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When I'm losing my mind, kind of the weight and a heaviness of problem solving and decision making and strategy, sleepless nights, I don't think I understood the load of great leaders. And I don't think I really understood the payoff of really courageous, empathetic leadership. Both have kind of blew me away.

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So I think you can probably fail my leadership quest and are both kind of rabid researcher can't turn away. And the adage research and write what you need to read.

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And I will say also another goal for this work for me is I want to live in a world with braver, bolder leaders. And I want to be able to pass that kind of world on to my children. And right now, as I'm recording this, we are in the middle of covid, we're in a pandemic. We are in a long time, long overdue fight for racial and social justice. The economy is. Just. Wrecked, I guess, is the right word, and it's interesting because you know what I'm seeing in the midst of this, I'm seeing the best of leaders and I'm seeing that worst.

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Absolutely. Just. Awful, awful, fear based, divisive leadership, which is what you see in a crisis, right, you see the best of people and you see the worst of people and leadership's no different.

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So let's start with this.

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Let's start with my definition of what a leader is, because here's the thing.

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I have spent many, many, many, maybe hundreds of hours in the fancy suites and, you know, with the CEOs and the CFOs and the Kimo's and the CEOs.

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And I've been there and I have struggled to find a single leader in that environment. And I have been on warehouse and factory floors and I have been surrounded by direct line people, and every single one of them was a leader. So for me, a title leader are the description leader has nothing to do with corner offices and shoulder pads and pinstripes and money, and it has nothing to do with that. I define the leader as anyone who takes responsibility for finding the potential in people and processes and who has the courage to develop that potential.

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Before we dig into the content, I will say that maybe it won't surprise you, but it surprises me that I sincerely believe that one day when I look back on my career, I think the dare to lead research might be the work that I consider the most important of my career. Maybe and we'll get to this in a minute. Maybe one of the big reasons for that is really discovering that courage. Is not just a gauzy, aspirational, I wish I could be thing, but courage is a collection of four skill sets that are teachable, observable and measurable.

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So I think I may not personally ever get over that. Just because courage is one of my two values and understanding the skill building in the muscle building that I needed to do to not just have that as an aspirational value, but to live to value has changed everything in my life.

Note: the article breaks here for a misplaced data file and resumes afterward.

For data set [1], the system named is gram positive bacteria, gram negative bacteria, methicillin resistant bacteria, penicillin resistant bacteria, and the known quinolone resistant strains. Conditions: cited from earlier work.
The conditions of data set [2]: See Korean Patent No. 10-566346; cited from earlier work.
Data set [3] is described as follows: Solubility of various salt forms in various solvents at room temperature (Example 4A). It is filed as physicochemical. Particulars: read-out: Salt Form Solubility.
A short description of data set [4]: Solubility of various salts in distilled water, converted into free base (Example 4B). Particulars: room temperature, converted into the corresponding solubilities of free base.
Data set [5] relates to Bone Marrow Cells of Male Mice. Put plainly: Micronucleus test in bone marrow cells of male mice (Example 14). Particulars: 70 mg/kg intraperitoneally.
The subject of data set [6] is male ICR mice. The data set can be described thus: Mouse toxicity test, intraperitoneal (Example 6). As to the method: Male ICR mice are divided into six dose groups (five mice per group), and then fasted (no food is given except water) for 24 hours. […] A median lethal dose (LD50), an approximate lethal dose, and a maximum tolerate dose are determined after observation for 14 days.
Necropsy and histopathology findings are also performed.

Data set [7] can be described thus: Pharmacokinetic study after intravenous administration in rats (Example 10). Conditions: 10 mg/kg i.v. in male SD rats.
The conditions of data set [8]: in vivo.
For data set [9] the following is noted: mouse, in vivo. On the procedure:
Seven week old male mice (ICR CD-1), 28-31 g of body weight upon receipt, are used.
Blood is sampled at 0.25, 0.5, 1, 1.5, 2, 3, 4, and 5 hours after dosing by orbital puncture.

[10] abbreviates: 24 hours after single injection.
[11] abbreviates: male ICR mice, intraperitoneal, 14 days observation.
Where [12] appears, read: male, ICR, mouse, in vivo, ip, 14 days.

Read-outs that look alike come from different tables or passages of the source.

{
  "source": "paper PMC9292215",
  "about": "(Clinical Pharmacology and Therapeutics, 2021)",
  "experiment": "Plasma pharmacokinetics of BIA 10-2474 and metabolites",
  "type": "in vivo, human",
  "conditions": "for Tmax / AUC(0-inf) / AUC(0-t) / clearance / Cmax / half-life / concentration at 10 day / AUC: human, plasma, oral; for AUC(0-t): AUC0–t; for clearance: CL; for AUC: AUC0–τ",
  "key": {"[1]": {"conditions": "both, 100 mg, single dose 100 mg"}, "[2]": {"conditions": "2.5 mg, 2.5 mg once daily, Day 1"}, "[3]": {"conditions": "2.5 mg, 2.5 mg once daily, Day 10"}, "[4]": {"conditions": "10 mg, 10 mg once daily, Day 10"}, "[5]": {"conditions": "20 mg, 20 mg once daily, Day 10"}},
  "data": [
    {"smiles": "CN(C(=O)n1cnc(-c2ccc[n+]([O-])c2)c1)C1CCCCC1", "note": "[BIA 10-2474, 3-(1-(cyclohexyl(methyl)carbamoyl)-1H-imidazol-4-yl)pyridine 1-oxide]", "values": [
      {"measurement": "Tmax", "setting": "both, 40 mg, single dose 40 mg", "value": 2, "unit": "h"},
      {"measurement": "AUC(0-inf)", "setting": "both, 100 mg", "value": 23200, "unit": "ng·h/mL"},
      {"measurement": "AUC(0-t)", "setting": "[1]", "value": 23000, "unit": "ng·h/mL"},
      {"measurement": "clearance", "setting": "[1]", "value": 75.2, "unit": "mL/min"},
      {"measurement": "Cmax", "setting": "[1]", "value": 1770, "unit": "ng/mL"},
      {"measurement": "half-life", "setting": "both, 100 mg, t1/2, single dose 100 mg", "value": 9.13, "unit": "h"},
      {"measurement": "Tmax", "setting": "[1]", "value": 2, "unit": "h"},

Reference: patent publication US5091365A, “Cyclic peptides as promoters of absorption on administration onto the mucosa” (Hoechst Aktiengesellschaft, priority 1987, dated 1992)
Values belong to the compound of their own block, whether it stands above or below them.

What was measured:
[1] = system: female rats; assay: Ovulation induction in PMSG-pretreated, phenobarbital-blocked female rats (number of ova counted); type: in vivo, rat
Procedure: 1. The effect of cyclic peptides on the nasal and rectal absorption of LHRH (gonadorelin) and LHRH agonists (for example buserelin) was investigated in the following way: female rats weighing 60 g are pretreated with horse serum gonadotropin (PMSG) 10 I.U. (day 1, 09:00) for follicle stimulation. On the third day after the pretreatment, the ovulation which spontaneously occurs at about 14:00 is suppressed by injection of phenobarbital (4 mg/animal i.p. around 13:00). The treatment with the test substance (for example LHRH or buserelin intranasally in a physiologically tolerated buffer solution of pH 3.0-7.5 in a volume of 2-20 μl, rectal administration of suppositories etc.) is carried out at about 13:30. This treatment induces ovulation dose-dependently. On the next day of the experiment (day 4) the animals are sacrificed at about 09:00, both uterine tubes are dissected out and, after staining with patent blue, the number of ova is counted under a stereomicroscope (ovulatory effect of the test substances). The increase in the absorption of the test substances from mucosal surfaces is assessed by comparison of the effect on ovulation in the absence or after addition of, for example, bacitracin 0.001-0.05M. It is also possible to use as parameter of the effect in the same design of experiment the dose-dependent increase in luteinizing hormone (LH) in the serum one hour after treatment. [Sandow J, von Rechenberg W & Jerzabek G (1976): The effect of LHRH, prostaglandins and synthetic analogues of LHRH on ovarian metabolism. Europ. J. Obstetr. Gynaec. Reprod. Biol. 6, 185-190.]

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I think the other reason is this was the first time in my 20 year research career where I asked a primary research question and every single one of the participants gave me the same answer. I mean, it blew my mind because the people we talked to represented every continent, every industry. They were diverse in age, race, gender experience from creatives at Pixar to leaders in the US Special Forces do in geos in Asia and Africa, to educational leaders around the world.

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We went far and wide to find the sample of transformational leaders.

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So the formal question was, and this is the formal question, when you're alone in your office and you're coming up with this like very sophisticated. Forty five Kharma Claus's questions. So it started like this. What, if anything, about the way people are leading today needs to change in order for leaders to be successful and a complex, rapidly changing environment where we're faced with seemingly intractable challenges and an insatiable demand for innovation.

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So as I conducted these interviews, that question in all of its like long ass grammar heavy way, that question was played back to me by the leaders we interviewed in a lot of interesting ways, including so you asking what's the future of leadership or are you asking me who's going to be leading for impaction five years, who's still going to be standing and who's not going to be standing? So it was interesting to see that really simplified kind of the cut to the chase version.

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So what's the answer like who's going to be standing in five years?

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Who's not going to be standing in five years? Who's going to be leading for impact? Who won't be? And with these seemingly intractable challenges and this insatiable demand for innovation, what's it going to take again? First time in my career across every single interview. The answer was courage. And I expected to be sorting data that ranged from AI and machine learning to increasing market cap and scalable like stuff, I'd have to Google, but it wasn't it was courage.